Latin American Icon Simon Bolivar Gets Biopic Treatment In 'Liberator'
The new film The Liberator is an attempt to bring the epic story of Simon Bolivar, the George Washington of Latin America, to international audiences. Directed by Venezuelan filmmaker Alberto Arvelo, it's one of the most expensive Latin American productions to date and features epic battle scenes, rousing speeches and stunning landscapes in the spirit of historical epics like Braveheart.
Bolivar liberated six Latin American countries from Spanish rule in the early 19th century and dreamed of forming a unified Latin America. Although he died almost 200 years ago, Arvelo says, his legacy lives on in the politics and artistic life of the continent today: "It's this energy that people felt that's still alive. ... For me and for all the people behind the film, we didn't understand at the beginning why we don't have a film about Simon Bolivar. I mean, that's incredible."
The Liberator was independently financed by Spanish and Venezuelan producers, and its wide release speaks to an attempt by the filmmakers to make a global Spanish-language epic. It stars Edgar Ramirez (an emerging star of both independent and Hollywood cinema), features an international cast and has an original score written by renowned Venezuelan conductor Gustavo Dudamel.
Edgar Ramirez says the film's international style reflects Latin America itself: "It's a film from Latin America that has influences from a lot of different ways of making movies, and that's fundamentally what Latin America is all about: having different influences from all over the world."
In the U.S., the film will be shown in art-house cinemas in cities like New York and Los Angeles, as well as in Spanish-speaking communities in California and Texas. According to film distributor Daniel Battsek, The Liberator addresses the absence of quality Latin American stories in a country with a growing Hispanic community.
"I don't know that much about South America, and I think that film is a great medium for both entertaining but also giving information," he says. "And I think The Liberator does a very good job of sort of being entertaining and giving you an interesting piece of history that is inspiring."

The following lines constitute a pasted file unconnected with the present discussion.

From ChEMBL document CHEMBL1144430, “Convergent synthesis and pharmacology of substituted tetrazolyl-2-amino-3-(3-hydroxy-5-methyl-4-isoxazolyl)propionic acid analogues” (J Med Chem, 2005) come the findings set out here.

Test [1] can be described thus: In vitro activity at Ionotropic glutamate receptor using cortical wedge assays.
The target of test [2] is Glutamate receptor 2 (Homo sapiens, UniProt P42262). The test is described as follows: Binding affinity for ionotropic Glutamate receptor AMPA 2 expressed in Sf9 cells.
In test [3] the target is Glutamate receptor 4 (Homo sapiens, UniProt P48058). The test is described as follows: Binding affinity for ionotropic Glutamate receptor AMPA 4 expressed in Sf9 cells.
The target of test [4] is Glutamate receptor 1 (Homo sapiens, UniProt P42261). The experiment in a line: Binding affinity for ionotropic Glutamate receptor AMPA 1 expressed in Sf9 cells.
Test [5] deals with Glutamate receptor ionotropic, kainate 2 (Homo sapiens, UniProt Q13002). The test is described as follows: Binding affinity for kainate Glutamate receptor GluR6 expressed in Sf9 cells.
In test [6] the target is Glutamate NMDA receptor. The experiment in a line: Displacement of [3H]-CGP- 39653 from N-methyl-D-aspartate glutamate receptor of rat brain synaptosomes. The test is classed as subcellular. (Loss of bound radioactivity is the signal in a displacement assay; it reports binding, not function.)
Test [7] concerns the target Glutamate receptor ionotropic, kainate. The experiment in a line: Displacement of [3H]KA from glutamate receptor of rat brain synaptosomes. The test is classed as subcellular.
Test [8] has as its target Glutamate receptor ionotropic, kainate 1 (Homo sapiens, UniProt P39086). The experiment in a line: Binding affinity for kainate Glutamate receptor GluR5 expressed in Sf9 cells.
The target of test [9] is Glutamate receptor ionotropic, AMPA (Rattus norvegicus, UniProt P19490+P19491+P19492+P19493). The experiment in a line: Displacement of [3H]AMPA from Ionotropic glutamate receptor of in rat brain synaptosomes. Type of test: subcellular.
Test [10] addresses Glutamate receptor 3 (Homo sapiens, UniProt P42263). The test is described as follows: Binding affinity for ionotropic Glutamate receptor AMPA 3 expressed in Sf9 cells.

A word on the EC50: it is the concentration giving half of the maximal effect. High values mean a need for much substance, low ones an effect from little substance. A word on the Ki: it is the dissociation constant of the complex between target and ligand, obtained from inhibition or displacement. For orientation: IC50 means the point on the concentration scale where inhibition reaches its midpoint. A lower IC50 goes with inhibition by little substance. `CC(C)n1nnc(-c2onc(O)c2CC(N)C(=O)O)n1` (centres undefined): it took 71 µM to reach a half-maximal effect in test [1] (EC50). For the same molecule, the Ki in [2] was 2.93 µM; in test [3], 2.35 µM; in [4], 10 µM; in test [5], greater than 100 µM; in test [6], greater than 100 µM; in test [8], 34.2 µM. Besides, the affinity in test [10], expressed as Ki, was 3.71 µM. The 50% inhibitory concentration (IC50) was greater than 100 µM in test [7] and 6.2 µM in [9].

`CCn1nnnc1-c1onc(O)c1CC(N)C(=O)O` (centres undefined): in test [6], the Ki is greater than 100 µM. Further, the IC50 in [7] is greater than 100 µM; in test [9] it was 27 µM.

But Bolivar biographer Marie Arana says while the film is certainly beautiful, "there's the matter of history — the small matter of history!" Arana was invited to introduce the film at the American Film Institute, and as she watched the finished version, she was disappointed by what she found to be a shallow reading of Bolivar's life and legacy. For one, she says, lead actor Edgar Ramirez looks nothing like Simon Bolivar.
"He was a physically slight man: He was 5-[foot]-6, barely 130 pounds; he had a very meager chest, he had spindly legs, he had hands that were small and delicate, like a woman's almost," she says. "And the figure that we see on the screen, Edgar Ramirez, is big, handsome, chunky, hunky."
Arana says it's especially important to get Bolivar's story right because of all the ways in which it's been wronged: "In the past 200 years since Bolivar died, his legacy has been manipulated in so many ways. ... You know, Francisco Franco, who was the right-wing dictator of Spain, and Augusto Pinochet, who was the right-wing dictator of Chile, took him as their hero, and so did the revolutionaries, like Fidel Castro and Che Guevera. So this is a life that has been used for many purposes."
One of the ideas the film gets right, Arana says, is the multiracial face of Bolivar's revolution. On screen, as in real life, Bolivar sees a colonial system steeped in inequality, racial hierarchy and slavery, and fights to dismantle those divisions. For Edgar Ramirez, that legacy of Bolivar's liberation still matters because "one of the greatest debates in Latin America will always be the social gap between rich people and poor people, and that is something we inherited from colonial times. ... There were so many privileges within the colonial system given by social position and racial background. That, I think, has affected how our societies developed, and Bolivar was very aware of that."
And because of Bolivar's impassioned campaign for abolition, Ramirez says, his story in South America is connected to the North American story. "Abolition had started, the process had started, already in South America three or four decades before Lincoln's time," he says. "But those three generations — Washington, Bolivar and Lincoln — they are probably the greatest generations that this entire continent has ever given. And the values of enlightenment were completely carried out by these generations."
Despite the film's imperfections, biographer Marie Arana says she hopes audiences will see it as an entry point to understand the man and the landscape that made modern Latin America.
ROBERT SIEGEL, HOST:
A new film from Venezuela called "The Liberator" opens in the U.S. this week. It's a sweeping biopic about Simon Bolivar and it's one of the most expensive films ever produced in Latin America. Bolivar was a founding father of independent South America, but he remains relatively unknown to most North Americans, we hear from NPR's Bilal Qureshi.
BILAL QURESHI, BYLINE: Simon Bolivar was called the George Washington of Latin America. In less than 15 years, the Venezuelan leader liberated what became six countries from Spanish rule.